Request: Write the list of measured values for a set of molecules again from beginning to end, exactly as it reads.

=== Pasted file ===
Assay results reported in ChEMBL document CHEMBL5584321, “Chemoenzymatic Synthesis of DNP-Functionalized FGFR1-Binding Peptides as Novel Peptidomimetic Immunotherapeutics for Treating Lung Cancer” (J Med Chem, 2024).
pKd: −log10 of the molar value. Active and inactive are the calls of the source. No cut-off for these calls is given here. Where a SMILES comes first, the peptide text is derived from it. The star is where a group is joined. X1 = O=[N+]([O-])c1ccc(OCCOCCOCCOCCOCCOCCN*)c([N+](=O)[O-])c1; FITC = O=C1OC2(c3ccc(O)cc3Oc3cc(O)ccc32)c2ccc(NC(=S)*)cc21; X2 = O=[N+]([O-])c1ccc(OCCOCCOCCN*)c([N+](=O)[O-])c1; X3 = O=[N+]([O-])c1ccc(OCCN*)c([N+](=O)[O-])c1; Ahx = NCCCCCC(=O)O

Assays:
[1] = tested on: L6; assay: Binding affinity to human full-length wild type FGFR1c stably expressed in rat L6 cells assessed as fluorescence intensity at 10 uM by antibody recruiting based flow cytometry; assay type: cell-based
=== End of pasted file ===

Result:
Assay results reported in ChEMBL document CHEMBL5584321, “Chemoenzymatic Synthesis of DNP-Functionalized FGFR1-Binding Peptides as Novel Peptidomimetic Immunotherapeutics for Treating Lung Cancer” (J Med Chem, 2024).
pKd: −log10 of the molar value. Active and inactive are the calls of the source. No cut-off for these calls is given here. Where a SMILES comes first, the peptide text is derived from it. The star is where a group is joined. X1 = O=[N+]([O-])c1ccc(OCCOCCOCCOCCOCCOCCN*)c([N+](=O)[O-])c1; FITC = O=C1OC2(c3ccc(O)cc3Oc3cc(O)ccc32)c2ccc(NC(=S)*)cc21; X2 = O=[N+]([O-])c1ccc(OCCOCCOCCN*)c([N+](=O)[O-])c1; X3 = O=[N+]([O-])c1ccc(OCCN*)c([N+](=O)[O-])c1; Ahx = NCCCCCC(=O)O

Assays:
[1] = tested on: L6; assay: Binding affinity to human full-length wild type FGFR1c stably expressed in rat L6 cells assessed as fluorescence intensity at 10 uM by antibody recruiting based flow cytometry; assay type: cell-based